And finally, one of the most eye-opening articles I read over the past couple weeks had several quotes taken directly from David Andolfatto, the Vice President of the Saint Louis Fed, openly admitting that they have discussed the possibility of creating a Bitcoin-like digital version of the US dollar, called Fedcoin:

…the notion is Fedcoin, which is a term not original with me, its something I came across in the blogosphere. JP Koning was the first to coin the term, but basically what this is is the idea of combining the bitcoin payment system, or the protocol with the US dollar.

We believe that the fed can maintain the fixed exchange rate system [between the currencies] because the fed [would] ‘print’ both types of currency, and no other private sector [entity] can print dollars, giving the Fed a comparative advantage.

And so, here is where the idea of Fedcoin comes in. Imagine that the Fed, as the core developer, makes available an open-source Bitcoin-like protocol (suitably modified) called Fedcoin. The key point is this: the Fed is in the unique position to credibly fix the exchange rate between Fedcoin and the USD (the exchange rate could be anything, but let’s assume par). [18]

The author of the article that brought this to my attention went on to surmise that if the Fed were to be able to fix the exchange rate between cash dollars and “Fedcoin” dollars, they could easily make it so the cash dollars are worth less than the electronic dollars. This would serve two purposes:

  1. Encourage savers to move their savings from cash into digital form, thereby entrapping their capital in the banking system.
  2. Allowing governments, banks, and debtors to keep their outstanding debt denominated in cash dollars, which would allow the relative value of their loans to go down. [18]

All the pieces seem to fit so nicely, it’s hard to believe this doesn’t happen. The government and banks get out of paying down all their debt while the savers and general public get trapped deeper under the control of the bankers.

Helicopter Money

What’s Happening in Europe

Finally, I noticed a bit of chatter over the past two weeks on the subject of helicopter money. Basically, helicopter money is the idea of giving money directly to the people in order to promote spending within the economy. This has been discussed in the far reaches of the blogosphere for some time, but it’s finally arrived. Switzerland is about to vote on a new law that would distribute $2,500 per month to each adult and $750 to each child, a whopping 30% of the entire country’s GDP! [19]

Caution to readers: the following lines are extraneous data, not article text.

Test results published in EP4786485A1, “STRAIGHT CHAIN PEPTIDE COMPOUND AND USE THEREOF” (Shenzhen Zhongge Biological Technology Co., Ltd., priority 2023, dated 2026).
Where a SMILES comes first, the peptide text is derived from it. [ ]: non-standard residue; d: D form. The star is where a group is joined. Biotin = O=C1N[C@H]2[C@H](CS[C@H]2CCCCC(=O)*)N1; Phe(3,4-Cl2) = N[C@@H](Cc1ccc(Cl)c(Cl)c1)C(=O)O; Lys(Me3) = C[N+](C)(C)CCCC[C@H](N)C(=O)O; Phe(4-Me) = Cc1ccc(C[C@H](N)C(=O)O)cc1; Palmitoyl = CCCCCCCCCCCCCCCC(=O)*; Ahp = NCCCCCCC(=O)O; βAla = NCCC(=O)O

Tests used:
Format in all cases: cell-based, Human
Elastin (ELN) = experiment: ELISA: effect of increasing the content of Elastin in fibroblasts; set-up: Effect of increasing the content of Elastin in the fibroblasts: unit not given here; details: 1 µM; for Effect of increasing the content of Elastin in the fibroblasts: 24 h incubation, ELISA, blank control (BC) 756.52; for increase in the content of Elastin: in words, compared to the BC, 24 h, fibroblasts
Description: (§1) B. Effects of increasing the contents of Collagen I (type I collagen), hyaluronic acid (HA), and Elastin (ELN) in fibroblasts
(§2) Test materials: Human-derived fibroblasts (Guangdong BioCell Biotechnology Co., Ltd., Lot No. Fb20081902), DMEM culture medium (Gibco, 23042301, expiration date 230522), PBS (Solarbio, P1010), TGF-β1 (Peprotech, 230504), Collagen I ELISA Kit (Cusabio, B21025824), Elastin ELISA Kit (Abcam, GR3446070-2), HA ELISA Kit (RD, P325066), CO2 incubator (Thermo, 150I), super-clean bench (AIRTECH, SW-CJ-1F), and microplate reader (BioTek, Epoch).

This Can Happen in the United States

Helicopter MoneyMartin Wolf, the Chief Economics Commentator for the Financial Times, just went on record saying that we should try this in the United States, that giving people money, either directly or via tax rebates, would stimulate additional spending in the economy. [20] If this were to actually happen, which is entirely possible given that there are so many reasons why the banks would desire it, it would quite possibly usher in an era of high inflation. By increasing the supply of money, the relative purchasing power of each dollar goes down. Since 2008, the central bank has essentially been printing money and pumping it into the financial sector, which has generated mass inflation in financial instruments such as the stock market, but if they were to do the same to everybody in the population, this would cause inflation on every day goods. Inflation is what led to people of the Weimar Republic famously carrying around money in wheel barrows, and it is what has just driven Venezuela to literally hire three dozen 747’s to fly entire cargo plane-fulls of cash into the country to deal with the hyperinflation currently being experienced. [21]

Now, do I think the US will turn into Venezuela any time soon? No, but one thing is for certain in my mind: if we start handing out free money to everybody, this will lead to significant inflation and therefore a depletion of the value of people’s savings. This is a very real danger, and here is a great quote inferring what could possibly go wrong: